Listen Here: weekly Appalachian History podcast posts today

Posted by | January 31, 2010

We post a new episode of Appalachian History weekly podcast every Sunday. You can start listening right away by clicking the podcast icon over on the left side of your screen. If you’d rather grab the show off itunes for later listening, click here:

Dave Tabler - Appalachian History - Appalachian History

We open today’s show with the 1912 capture of fugitive outlaws Sidna Allen and Wesley Edwards. They were members of a family gang who months earlier had shot up the Hillsville, VA courthouse when it was in session, killing the presiding judge and others. Detective W.G. Baldwin, head of the Baldwin Felts Agency, trailed Edwards’ fiancé from Mt. Airy, NC to the boarding house in Des Moines, IA where the two were laying low.

We’ll pause in between things to catch up on a Calendar of Events in the region this week, with special attention paid to events that emphasize heritage and local color.

“My father is to be honored for his stick-to-itiveness,” says Barbara Lee Tate in this excerpt from a letter to her cousin Gerald Lively written in July 2001. “Everyday he went into the dark pits of the mines to earn what it took to care for us children.” Her upbringing in Mabscott, WV was not always easy. Tate was born in the poorhouse after her parents separated, and her brother later died in a truck accident. There’s no self pity in her letter, though. “West Virginia was a beautiful place to grow up. Thank God for the beauty around us.”

Next, we’ll take a look at the joys of winter from a child’s perspective in this memoir of growing up in Emmitsburg, MD by Michael Hillman. “When it came to skating, Emmitsburg was tops,” he remembers fondly. “Skating was so good, in fact, that kids in Thurmont would often be seen crying and even cursing their parents for not having the foresight to settle in Emmitsburg.”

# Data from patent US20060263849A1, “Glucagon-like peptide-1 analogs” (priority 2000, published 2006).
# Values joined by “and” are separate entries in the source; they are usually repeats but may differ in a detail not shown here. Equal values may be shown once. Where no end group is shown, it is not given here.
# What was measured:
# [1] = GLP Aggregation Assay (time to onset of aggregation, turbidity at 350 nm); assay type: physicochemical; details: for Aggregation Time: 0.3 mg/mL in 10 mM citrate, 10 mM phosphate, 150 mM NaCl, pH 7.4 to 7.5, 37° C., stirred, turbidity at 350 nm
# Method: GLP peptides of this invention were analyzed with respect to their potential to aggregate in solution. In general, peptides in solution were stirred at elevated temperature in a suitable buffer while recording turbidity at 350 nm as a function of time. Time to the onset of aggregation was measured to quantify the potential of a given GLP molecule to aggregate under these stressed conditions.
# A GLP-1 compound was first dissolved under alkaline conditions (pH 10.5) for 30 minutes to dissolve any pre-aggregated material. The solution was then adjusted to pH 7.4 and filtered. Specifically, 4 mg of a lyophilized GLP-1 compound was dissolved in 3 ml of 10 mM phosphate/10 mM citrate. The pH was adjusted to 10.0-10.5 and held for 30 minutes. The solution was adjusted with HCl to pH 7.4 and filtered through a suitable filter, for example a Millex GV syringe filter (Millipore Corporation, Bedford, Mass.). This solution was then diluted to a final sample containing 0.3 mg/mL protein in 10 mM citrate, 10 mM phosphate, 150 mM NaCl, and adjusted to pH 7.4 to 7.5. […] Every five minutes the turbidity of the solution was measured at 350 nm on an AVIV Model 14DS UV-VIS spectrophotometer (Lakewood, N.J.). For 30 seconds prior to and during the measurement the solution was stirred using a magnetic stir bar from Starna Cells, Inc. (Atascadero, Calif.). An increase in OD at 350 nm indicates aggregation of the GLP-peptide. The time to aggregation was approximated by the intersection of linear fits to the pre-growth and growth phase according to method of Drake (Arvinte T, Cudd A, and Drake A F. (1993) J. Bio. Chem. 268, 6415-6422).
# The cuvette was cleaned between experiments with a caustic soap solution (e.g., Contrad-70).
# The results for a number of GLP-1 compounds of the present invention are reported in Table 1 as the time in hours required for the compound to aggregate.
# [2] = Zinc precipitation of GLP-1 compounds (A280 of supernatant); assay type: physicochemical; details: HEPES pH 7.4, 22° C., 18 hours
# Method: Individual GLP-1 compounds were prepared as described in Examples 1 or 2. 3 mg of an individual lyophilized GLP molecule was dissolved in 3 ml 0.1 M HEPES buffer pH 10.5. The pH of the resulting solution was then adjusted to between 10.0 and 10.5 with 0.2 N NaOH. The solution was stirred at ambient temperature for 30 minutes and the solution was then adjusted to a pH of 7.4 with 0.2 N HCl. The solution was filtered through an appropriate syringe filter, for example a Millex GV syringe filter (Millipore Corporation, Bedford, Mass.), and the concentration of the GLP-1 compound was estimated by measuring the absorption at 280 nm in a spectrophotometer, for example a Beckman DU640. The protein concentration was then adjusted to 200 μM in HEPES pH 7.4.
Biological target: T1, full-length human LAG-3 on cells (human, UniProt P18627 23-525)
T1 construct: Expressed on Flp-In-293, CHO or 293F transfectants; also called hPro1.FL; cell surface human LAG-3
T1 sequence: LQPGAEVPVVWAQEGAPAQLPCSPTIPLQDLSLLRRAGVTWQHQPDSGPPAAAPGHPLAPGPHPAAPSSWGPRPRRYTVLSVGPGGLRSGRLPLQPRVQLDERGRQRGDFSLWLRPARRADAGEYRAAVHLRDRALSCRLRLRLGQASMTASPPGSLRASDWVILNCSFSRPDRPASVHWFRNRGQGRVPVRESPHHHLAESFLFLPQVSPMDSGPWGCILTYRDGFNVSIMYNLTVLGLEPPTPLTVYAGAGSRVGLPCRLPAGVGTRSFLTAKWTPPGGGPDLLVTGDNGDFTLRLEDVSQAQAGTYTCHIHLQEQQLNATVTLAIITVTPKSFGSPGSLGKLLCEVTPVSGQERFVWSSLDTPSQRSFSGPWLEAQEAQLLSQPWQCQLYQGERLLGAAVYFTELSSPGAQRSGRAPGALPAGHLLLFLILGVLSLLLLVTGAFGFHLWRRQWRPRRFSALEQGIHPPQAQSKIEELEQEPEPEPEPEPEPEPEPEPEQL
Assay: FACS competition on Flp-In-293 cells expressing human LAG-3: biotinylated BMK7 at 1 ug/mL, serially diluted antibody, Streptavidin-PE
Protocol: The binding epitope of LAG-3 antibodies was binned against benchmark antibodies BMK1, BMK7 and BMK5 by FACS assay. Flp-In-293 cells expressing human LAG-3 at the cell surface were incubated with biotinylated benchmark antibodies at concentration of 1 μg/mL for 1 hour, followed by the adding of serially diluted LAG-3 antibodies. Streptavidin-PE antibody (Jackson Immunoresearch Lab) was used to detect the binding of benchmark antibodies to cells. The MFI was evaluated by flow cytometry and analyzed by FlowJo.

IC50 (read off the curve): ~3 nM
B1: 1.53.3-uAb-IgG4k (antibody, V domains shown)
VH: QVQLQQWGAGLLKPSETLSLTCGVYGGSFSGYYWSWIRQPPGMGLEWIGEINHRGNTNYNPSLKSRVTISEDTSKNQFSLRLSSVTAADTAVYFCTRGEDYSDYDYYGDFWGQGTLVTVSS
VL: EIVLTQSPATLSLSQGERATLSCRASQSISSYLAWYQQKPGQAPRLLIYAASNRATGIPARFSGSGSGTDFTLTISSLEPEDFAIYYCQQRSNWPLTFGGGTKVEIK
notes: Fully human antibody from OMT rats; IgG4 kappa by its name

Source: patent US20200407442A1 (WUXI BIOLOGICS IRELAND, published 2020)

He was a world famous cave explorer at the time he was trapped in Kentucky’s Sand Cave in January 1925. Rescuers tried everything to free Floyd Collins—digging and hacking at the passageway, sinking a new shaft, feeding him to keep up his energy, and sending down reporter Skeets Miller to chronicle the drama. At one point, rescuers even considered amputation. Nothing worked. Eventually, a passage just above Collins collapsed, cutting him off from aid. Fifteen days after being trapped, Floyd Collins pushed his last crawl.

Have you been to the little Niagara of the South? Geologists estimate that the rock over which the Cumberland River plunges is about 250 million years old. The falls is 65 feet high and is 125 feet wide. When the Cumberland River is at flood stage the width of the falls can quickly expand to 300 feet. Long known to Native Americans of the area, Cumberland Falls received its name from Dr. Thomas Walker during his 1750 exploration of Kentucky.

We’ll wrap things up with the story of the Brasemore family of Huntsville, AL. “With Daddy in jail it was up to me to run the business,” Jim Brasemore recalls. “Before he got caught, Daddy had hid the worm (copper condensation coil) and I got a neighbor to build me a pot.
It wasn’t but just a couple of weeks ‘til I was back in business. When I run off my first batch they said the sheriff thought my father had escaped. ‘Nobody makes whiskey that good,’ the sheriff said, ‘except for old man Brasemore!’”

And, thanks to the good folks at the Digital Archive we’ll be able to enjoy some authentic Appalachian music by Clarence Ashley in a 1929 recording of “Coo Coo Bird.”

So, call your old blue-tick hound up on the porch, fire up your corn-cob pipe, and settle in for a dose of Appalachian History.


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